— A Certain Rich Man • William Allen White

... Sheaf gleaned in French Fields, by Toru Dutt." This shabby little book of some two hundred pages, without preface or introduction, seemed specially destined by its particular providence to find its way hastily into the waste-paper basket. I remember that Mr. Minto thrust it into my unwilling hands, and said "There! see whether you can't make something of that." A hopeless volume it seemed, with its queer type, published at Bhowanipore, printed at the Saptahiksambad Press! But when at last I took it out of my pocket, what ...
— Hindu Literature • Epiphanius Wilson

... parrot green Sits unmoving and broods serene. Hold up the canvas full in view,— Look! there's a rent the light shines through, Dark with a century's fringe of dust,— That was a Red-Coat's rapier-thrust! Such is the tale the lady old, ...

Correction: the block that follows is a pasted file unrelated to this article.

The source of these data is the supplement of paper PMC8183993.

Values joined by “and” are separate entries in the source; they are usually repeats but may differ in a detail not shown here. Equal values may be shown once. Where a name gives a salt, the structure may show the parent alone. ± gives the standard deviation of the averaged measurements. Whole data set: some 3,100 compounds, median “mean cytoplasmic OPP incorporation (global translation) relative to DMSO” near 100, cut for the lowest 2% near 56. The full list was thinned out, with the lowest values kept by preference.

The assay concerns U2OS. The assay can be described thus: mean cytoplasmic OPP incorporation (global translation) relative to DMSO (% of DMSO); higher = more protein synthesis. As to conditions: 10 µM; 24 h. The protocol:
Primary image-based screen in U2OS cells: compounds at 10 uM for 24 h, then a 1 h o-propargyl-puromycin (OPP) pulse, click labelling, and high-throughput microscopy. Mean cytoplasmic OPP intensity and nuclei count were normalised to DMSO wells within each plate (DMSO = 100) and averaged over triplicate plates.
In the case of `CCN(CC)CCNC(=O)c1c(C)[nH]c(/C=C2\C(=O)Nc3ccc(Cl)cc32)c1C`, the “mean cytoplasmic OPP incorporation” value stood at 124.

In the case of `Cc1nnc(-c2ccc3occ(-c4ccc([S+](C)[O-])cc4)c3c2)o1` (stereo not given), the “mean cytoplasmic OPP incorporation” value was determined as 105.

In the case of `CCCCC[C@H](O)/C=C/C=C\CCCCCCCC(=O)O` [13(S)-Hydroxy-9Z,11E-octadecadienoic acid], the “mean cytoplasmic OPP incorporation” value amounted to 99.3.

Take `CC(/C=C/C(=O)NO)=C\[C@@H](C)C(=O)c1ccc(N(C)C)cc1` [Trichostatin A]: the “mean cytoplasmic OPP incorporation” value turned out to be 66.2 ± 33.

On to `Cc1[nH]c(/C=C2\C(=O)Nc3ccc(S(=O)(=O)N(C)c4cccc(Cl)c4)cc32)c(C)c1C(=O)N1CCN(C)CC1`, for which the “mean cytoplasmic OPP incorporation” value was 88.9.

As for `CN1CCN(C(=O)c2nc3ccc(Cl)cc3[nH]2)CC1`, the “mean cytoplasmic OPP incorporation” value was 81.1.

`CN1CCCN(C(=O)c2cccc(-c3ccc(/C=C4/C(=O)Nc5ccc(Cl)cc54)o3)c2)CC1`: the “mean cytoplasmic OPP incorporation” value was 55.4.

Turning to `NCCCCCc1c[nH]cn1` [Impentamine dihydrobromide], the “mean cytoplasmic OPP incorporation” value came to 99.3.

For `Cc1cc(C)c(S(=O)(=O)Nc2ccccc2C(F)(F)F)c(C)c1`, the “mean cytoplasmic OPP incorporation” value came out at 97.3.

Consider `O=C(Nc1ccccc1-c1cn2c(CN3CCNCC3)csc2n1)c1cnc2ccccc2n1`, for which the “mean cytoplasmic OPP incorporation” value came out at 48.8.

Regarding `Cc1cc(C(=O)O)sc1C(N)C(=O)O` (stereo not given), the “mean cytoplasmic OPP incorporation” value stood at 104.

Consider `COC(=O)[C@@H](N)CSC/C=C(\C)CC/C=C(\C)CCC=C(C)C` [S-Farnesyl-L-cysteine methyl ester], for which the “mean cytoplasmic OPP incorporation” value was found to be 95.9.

— The Home Book of Verse, Vol. 4 (of 4) • Various

... he, while he thrust the thickness of his scarf into the wound, "I pardon this outrage. Go in peace, I shall never breathe to man nor woman the occurrences of this night. Only remember, that with regard to Lady Helen, my wishes are as pure as her ...
— The Scottish Chiefs • Miss Jane Porter

... Margaret. "Please take this, it will help a little," and she jumped up and thrust her golfing cloak into his hands. He seemed about to refuse, then thanked her hastily, and threw it over ...
— Pearl of Pearl Island • John Oxenham